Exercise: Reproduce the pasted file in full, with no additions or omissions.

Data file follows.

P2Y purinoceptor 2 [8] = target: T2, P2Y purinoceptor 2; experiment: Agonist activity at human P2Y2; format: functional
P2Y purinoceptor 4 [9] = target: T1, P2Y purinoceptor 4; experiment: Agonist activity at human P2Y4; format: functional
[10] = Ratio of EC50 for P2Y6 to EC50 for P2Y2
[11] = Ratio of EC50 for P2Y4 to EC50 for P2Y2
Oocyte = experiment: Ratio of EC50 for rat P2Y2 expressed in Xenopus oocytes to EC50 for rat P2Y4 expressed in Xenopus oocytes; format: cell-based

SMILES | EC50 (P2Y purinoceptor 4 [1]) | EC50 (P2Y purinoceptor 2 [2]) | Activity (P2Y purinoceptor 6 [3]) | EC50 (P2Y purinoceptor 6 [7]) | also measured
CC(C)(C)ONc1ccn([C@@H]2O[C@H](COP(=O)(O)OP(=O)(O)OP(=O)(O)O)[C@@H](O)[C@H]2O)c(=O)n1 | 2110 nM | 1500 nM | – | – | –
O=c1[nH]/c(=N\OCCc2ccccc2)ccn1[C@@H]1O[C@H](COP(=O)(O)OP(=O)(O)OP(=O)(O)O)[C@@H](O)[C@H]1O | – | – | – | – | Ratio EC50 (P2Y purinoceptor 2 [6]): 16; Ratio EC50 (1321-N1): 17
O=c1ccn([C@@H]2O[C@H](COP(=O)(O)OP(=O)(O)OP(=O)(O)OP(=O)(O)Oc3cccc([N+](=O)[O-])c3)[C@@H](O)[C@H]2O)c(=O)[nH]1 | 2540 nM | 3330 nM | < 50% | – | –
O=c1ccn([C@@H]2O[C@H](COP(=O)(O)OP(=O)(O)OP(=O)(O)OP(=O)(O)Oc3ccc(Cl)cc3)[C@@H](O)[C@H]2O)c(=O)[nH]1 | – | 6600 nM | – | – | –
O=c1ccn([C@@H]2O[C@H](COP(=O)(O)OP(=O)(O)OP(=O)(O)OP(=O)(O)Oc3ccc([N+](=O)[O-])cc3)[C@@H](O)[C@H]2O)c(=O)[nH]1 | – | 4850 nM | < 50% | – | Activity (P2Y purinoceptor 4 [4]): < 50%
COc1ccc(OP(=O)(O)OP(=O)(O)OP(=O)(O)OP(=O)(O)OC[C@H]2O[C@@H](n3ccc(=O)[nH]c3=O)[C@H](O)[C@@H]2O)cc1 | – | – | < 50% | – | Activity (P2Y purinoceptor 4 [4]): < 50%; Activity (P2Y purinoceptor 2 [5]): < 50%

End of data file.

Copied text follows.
P2Y purinoceptor 2 [8] = target: T2, P2Y purinoceptor 2; experiment: Agonist activity at human P2Y2; format: functional
P2Y purinoceptor 4 [9] = target: T1, P2Y purinoceptor 4; experiment: Agonist activity at human P2Y4; format: functional
[10] = Ratio of EC50 for P2Y6 to EC50 for P2Y2
[11] = Ratio of EC50 for P2Y4 to EC50 for P2Y2
Oocyte = experiment: Ratio of EC50 for rat P2Y2 expressed in Xenopus oocytes to EC50 for rat P2Y4 expressed in Xenopus oocytes; format: cell-based

SMILES | EC50 (P2Y purinoceptor 4 [1]) | EC50 (P2Y purinoceptor 2 [2]) | Activity (P2Y purinoceptor 6 [3]) | EC50 (P2Y purinoceptor 6 [7]) | also measured
CC(C)(C)ONc1ccn([C@@H]2O[C@H](COP(=O)(O)OP(=O)(O)OP(=O)(O)O)[C@@H](O)[C@H]2O)c(=O)n1 | 2110 nM | 1500 nM | – | – | –
O=c1[nH]/c(=N\OCCc2ccccc2)ccn1[C@@H]1O[C@H](COP(=O)(O)OP(=O)(O)OP(=O)(O)O)[C@@H](O)[C@H]1O | – | – | – | – | Ratio EC50 (P2Y purinoceptor 2 [6]): 16; Ratio EC50 (1321-N1): 17
O=c1ccn([C@@H]2O[C@H](COP(=O)(O)OP(=O)(O)OP(=O)(O)OP(=O)(O)Oc3cccc([N+](=O)[O-])c3)[C@@H](O)[C@H]2O)c(=O)[nH]1 | 2540 nM | 3330 nM | < 50% | – | –
O=c1ccn([C@@H]2O[C@H](COP(=O)(O)OP(=O)(O)OP(=O)(O)OP(=O)(O)Oc3ccc(Cl)cc3)[C@@H](O)[C@H]2O)c(=O)[nH]1 | – | 6600 nM | – | – | –
O=c1ccn([C@@H]2O[C@H](COP(=O)(O)OP(=O)(O)OP(=O)(O)OP(=O)(O)Oc3ccc([N+](=O)[O-])cc3)[C@@H](O)[C@H]2O)c(=O)[nH]1 | – | 4850 nM | < 50% | – | Activity (P2Y purinoceptor 4 [4]): < 50%
COc1ccc(OP(=O)(O)OP(=O)(O)OP(=O)(O)OP(=O)(O)OC[C@H]2O[C@@H](n3ccc(=O)[nH]c3=O)[C@H](O)[C@@H]2O)cc1 | – | – | < 50% | – | Activity (P2Y purinoceptor 4 [4]): < 50%; Activity (P2Y purinoceptor 2 [5]): < 50%